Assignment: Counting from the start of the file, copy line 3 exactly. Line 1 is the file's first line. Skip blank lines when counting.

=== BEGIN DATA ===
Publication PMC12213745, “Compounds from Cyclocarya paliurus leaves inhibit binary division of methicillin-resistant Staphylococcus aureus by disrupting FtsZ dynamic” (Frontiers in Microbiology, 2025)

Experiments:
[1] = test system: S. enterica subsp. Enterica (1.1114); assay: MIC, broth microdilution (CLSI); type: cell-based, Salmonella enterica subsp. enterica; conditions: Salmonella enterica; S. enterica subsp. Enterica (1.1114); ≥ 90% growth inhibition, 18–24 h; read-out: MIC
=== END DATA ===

[1] = test system: S. enterica subsp. Enterica (1.1114); assay: MIC, broth microdilution (CLSI); type: cell-based, Salmonella enterica subsp. enterica; conditions: Salmonella enterica; S. enterica subsp. Enterica (1.1114); ≥ 90% growth inhibition, 18–24 h; read-out: MIC